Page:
4. Jim McClain

    Jim McClain Owner/Founder Administrator

    I'm just a retired floor guy with 35 years of experience, so I may not be right, but I wouldn't touch that job if it couldn't be done with a layer of underlayment over the 100 year old subfloor you have. Even if it was only 10 years old, it's a stripwood floor over joists. It's not a proper subfloor.

    If you want to gamble the cost and longevity of a decent hardwood floor on your reluctance to install some relatively cheap insurance; well, it's your money.
     
    • Agree Agree x 1
  5. Dan Schultz

    Dan Schultz Certified Wood Floor Inspector Charter Member

    from: National Wood Flooring Association, Subfloor Guidelines & Specifications ©2007 l Revised 09.2012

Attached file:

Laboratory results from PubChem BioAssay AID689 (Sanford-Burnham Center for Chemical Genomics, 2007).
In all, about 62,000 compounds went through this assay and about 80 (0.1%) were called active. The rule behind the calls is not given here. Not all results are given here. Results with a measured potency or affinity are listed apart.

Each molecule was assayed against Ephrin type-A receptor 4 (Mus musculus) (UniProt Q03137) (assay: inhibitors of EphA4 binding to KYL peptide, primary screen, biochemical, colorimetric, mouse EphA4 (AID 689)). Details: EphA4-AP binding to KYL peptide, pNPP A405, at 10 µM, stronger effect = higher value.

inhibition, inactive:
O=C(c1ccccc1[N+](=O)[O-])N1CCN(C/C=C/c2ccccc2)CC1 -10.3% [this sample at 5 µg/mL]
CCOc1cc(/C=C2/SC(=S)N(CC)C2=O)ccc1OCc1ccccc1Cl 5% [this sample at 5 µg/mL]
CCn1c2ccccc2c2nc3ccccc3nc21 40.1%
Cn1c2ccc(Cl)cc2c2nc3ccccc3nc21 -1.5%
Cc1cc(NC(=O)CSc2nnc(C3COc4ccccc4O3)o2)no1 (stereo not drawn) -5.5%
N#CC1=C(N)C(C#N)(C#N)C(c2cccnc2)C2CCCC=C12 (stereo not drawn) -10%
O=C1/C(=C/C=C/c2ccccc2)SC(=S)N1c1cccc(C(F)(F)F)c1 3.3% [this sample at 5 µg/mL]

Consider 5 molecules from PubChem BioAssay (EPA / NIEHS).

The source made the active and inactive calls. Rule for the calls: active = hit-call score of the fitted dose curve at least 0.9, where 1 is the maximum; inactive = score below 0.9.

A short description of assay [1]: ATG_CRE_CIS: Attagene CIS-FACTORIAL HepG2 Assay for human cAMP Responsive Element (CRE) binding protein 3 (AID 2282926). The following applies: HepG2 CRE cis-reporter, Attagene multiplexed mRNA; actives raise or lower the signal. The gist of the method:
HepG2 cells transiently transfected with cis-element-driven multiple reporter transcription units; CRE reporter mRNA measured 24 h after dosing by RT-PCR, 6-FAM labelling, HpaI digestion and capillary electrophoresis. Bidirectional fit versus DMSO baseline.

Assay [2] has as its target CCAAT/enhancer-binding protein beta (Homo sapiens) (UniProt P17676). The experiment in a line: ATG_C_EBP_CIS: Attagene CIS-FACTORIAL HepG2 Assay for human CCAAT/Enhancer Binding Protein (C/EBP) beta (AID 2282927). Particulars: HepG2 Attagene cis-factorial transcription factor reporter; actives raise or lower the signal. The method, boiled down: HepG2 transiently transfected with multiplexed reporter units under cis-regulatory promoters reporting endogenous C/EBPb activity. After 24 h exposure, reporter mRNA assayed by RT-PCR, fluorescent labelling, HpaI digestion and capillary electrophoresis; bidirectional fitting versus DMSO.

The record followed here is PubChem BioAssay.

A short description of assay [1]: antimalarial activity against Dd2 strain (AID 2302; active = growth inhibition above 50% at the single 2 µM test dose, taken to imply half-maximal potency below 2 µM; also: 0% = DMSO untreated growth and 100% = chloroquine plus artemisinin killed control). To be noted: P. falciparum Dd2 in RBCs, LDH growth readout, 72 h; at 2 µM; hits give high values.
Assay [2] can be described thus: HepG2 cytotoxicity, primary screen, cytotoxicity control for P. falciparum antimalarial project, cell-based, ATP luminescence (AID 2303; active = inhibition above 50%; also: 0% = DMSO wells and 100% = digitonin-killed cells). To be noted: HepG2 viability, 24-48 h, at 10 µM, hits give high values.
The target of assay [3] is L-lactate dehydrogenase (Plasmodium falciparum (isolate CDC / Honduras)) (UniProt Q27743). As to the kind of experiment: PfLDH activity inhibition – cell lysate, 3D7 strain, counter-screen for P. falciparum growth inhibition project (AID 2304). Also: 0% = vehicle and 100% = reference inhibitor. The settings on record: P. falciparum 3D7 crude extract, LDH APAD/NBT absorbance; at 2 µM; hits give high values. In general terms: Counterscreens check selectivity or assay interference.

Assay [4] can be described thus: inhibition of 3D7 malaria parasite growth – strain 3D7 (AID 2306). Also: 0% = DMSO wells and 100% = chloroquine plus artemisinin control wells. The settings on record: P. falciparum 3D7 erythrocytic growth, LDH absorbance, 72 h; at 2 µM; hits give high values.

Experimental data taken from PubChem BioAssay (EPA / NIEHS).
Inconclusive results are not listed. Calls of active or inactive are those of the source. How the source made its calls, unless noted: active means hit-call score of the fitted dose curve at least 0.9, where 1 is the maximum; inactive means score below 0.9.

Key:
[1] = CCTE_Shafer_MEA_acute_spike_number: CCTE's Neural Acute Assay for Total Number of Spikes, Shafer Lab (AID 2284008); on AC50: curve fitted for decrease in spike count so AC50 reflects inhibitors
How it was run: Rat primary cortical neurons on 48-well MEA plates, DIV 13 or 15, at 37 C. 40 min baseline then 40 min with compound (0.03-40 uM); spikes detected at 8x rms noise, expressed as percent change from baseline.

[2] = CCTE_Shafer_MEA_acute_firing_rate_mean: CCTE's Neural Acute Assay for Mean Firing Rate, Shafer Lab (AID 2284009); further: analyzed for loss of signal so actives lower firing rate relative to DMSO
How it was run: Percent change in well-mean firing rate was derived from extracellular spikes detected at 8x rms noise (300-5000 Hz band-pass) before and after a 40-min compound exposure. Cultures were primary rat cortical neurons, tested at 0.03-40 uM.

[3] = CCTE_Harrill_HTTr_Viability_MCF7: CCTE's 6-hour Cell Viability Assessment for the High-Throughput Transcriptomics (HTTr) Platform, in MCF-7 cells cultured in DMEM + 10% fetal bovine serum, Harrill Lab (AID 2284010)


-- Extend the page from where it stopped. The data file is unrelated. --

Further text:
A.
    "Solid board subflooring should be: ¾” x 5½” (1” x 6”), Group 1 dense softwoods (SYP, Doug Fir, Larch, etc.), No. 2 Common, kiln-dried to less than 15% MC."

    B.
    "Solid-board subflooring should consist of boards no wider than 6 inches, installed on a 45-degree angle, with all board ends full bearing on the joists and fastened with minimum 8d rosin-coated or ring-shanked nails, or equivalent."

    The reason strip and plank flooring is to be installed perpendicular to the joists is strength. It prevents sagging between the joints, which will ultimately result in squeaks or other undesirable noises.

    The reason for installing perpendicular to a previous strip or plank floor is to prevent gapping at the edges due to changes in moisture content with changes in relative humidity, within the specified guidelines.

    You are left with two options for a successful installation. 1) Install your flooring on a 45% angle. or 2) Add a layer of plywood.